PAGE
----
Selected Moments of the 20th Century

A work in progress edited by Daniel Schugurensky
Department of Adult Education and Counselling Psychology,
The Ontario Institute for Studies in Education of the University of Toronto (OISE/UT)


Stephen L. Carter Publishes Civility: Manners, Morals, and the Etiquette of Democracy

Civility: Manners, Morals, and the Etiquette of Democracy is a poignant offering to anyone interested in that dimension of democracy that deals with civic virtues. Indeed, the book serves largely as a normative treatise on the manner by which individuals should behave in a democracy.

Carter, a professor of law at Yale University in Connecticut, wrote Civility as the second in a trilogy on what he calls “pre-political” elements of good character, noting, in that regard, that, “we should all struggle to exemplify them, whatever our philosophical or partisan differences” (p. xi). (He began the trilogy with Integrity [1996], and has yet to publish the final installment.) In other words, it’s Carter’s belief that character comes before politics or ideology, that the manner by which an individual comports him- or herself is as important, (if not slightly more so), than the substantive pursuits in which he or she engages.

Without explicitly stating so, Carter grounds his argument for civil behaviour in the prisoner’s dilemma of game theory. He opens the book with a comment on train travel during the mid-nineteenth century, noting that travelers, “packed shoulder to shoulder like chess pieces in their box,” would often subordinate their self-interest to those of the collective in order to make the ride bearable. Such sacrifices bore the hallmark of civil conduct and enabled individuals to make the best of an interdependent, if uncomfortable situation. With progress, however, the automobile has become the principal mode of transport and with it, bemoans Carter, has arisen a sense, metaphorically, of travelling alone (fueled, forgive the pun, by the absence of strangers in the same car). Lacking any sense or appreciation of their interdependence, modern-day travelers consistently act in ways that put their individual preferences before that of the collective. While such behaviour seems perfectly rational at the individual level, it actually turns out to be irrational at the societal level because it ignores the realities of interdependence and in so doing erodes the social cohesion necessary for harmonious relations.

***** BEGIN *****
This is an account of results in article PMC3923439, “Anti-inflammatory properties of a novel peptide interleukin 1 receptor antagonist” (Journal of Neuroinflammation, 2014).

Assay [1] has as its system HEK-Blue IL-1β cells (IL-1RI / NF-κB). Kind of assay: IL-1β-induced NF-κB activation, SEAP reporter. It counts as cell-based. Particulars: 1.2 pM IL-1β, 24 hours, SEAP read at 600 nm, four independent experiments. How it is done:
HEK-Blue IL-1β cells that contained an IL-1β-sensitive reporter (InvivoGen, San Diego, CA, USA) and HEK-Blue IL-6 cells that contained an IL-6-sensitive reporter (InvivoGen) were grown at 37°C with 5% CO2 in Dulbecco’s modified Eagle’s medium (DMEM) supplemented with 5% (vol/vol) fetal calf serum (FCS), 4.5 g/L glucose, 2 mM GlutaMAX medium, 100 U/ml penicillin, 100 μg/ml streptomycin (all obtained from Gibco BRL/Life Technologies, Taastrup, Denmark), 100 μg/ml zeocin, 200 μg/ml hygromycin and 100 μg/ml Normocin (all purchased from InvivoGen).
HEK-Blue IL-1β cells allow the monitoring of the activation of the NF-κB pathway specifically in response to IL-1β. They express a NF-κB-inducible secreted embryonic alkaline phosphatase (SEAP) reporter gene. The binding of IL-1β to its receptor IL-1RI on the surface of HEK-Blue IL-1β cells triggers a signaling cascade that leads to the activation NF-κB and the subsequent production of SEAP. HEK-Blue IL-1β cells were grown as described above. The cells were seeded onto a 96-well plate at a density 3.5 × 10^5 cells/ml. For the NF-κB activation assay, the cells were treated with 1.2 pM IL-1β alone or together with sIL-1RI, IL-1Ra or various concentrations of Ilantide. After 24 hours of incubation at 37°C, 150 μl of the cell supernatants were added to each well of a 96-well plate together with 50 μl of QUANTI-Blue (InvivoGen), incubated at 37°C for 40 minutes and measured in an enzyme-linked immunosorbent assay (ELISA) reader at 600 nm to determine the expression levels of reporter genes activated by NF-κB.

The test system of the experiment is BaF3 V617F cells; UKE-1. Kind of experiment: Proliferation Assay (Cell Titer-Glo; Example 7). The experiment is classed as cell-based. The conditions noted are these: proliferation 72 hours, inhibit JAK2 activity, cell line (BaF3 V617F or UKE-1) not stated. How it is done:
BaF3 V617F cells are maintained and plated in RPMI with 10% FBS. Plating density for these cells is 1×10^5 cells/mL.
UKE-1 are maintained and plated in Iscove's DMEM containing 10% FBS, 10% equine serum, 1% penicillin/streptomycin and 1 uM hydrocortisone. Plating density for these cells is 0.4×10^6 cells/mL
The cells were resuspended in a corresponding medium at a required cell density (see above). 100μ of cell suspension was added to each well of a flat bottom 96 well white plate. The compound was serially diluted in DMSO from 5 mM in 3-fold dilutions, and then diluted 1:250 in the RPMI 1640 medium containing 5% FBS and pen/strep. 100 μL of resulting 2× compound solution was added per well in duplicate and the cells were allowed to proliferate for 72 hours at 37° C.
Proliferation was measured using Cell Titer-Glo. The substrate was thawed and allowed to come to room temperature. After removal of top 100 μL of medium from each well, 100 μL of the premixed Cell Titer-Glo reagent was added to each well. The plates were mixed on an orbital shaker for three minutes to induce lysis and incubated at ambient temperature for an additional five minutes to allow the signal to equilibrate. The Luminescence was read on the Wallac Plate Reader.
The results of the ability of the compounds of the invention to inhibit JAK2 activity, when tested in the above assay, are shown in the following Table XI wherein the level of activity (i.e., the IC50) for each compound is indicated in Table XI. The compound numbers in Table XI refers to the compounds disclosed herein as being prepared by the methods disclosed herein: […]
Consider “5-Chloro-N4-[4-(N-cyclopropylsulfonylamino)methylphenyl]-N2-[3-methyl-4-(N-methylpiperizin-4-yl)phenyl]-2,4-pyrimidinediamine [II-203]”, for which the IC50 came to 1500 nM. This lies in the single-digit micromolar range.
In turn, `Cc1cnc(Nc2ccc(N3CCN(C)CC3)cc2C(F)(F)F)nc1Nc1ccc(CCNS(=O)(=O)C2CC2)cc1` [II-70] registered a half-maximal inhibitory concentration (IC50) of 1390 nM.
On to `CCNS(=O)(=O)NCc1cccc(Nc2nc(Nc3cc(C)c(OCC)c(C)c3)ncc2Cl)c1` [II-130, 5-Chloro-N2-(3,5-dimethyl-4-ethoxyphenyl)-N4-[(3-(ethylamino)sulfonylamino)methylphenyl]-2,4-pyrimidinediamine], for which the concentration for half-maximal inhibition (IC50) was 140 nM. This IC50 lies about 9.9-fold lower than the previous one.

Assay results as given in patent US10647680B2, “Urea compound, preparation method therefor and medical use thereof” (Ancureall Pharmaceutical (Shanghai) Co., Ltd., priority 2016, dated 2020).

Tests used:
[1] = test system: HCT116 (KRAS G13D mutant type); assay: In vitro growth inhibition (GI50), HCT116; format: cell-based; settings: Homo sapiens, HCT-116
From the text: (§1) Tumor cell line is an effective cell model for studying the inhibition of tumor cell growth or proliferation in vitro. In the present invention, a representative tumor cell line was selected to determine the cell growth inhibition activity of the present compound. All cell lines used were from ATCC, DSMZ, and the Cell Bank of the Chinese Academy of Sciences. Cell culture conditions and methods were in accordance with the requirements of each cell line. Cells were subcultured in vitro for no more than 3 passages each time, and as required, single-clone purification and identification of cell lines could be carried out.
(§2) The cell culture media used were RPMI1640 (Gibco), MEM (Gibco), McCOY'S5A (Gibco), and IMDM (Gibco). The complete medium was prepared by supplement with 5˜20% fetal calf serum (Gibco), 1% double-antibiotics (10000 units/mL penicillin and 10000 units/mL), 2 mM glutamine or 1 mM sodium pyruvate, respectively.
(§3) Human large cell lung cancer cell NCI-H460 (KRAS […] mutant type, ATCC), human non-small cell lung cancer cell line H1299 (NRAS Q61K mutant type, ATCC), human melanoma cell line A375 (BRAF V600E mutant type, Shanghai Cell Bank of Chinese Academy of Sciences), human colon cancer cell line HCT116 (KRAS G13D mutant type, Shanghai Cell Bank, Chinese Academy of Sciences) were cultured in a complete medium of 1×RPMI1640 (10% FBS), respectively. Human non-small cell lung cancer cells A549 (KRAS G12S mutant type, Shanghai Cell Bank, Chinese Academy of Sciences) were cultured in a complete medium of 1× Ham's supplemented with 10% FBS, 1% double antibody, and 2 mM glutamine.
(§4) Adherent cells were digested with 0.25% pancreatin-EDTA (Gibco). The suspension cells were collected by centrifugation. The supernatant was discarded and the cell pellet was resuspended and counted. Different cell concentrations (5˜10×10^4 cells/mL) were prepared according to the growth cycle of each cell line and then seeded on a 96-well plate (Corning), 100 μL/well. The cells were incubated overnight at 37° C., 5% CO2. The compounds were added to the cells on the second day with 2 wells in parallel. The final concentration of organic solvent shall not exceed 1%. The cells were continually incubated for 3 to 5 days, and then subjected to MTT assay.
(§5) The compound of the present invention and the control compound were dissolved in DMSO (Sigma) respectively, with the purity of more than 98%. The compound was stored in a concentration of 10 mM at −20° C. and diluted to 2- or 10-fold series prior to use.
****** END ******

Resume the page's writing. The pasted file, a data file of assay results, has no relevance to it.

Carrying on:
If it is true that the social cohesion upon which democracy, (as an organising construct), and democracies, (as free societies), rely is largely a function of an individual’s attitudes and behaviour, then it is understandable why Carter focuses on civility. But, why does he feel that an etiquette of democracy is necessary? His answer is found at the outset of the book:

Civility is next because, having developed integrity as a tool for creating our own moral selves, we must next develop tools for interacting with others. I do not consider civility synonymous with manners (although manners matter). I have in mind an attitude of respect, even love, for our fellow citizens, an attitude, as we shall see, that has important social and political implications. Moreover, civility is a moral issue, not just a matter of habit or convention: it is morally better to be civil than to be uncivil (p. xii).

For Carter, civility is a superordinate virtue, one that clearly encompasses virtues of a similar ilk—like tolerance, respect, reciprocity, and so on—identified by political scientists and philosophers that have written before him. Leveraging the link between character and behaviour, Carter emphasises the role of morality, which, in turn, becomes a leitmotif for the book and a component of the foundation for the code of civil conduct he espouses.

Carter defines civility as,

the sum of the many sacrifices we are called to make for the sake of living together.…Yielding to [the] very human instinct for self-seeking, I shall argue, is often immoral, and certainly should not be done without forethought. We should make sacrifices for others not simply because doing so makes social life easier (although it does), but as a signal of respect for our fellow citizens, marking them as full equals, both before the law and before God (p. 11).

That this may come across, like Rodney King’s lament “why can’t we all just get along?”, as a romanticized notion of regard toward our fellow humankind, it does not diminish the importance of its central message. Nor should it preclude one from reflecting sincerely on what it means for the manner by which we treat others with whom we interact.

In the ongoing and never-ending struggle, then, between self and collective interests, it is fair to conclude that Carter prefers a dynamic balance struck in favour of the collective good. Carter’s thesis, however, is not one in which the individual must completely sacrifice his or her self-interest in an act of capitulation or subordination to the masses. Rather, Carter advocates for mindfulness, for ‘thoughtful response’ to be substituted for ‘knee-jerk reaction’. In so doing, the individual becomes sensitised to the tension between self-and collective interests, and, then, to carefully considering curbing the unconscious behavior that attaches to and is thus revealed in the habitual assertion of self-interest without regard for the collective good. This point is reinforced by Arnett and Arneson who note that “in unreflective practice we act because we are accustomed to engaging in a particular action without weighing alternative possibilities” (1999, p. 290). By reflecting critically, argues Carter, the individual can counter the effects of habit and embrace a civil response.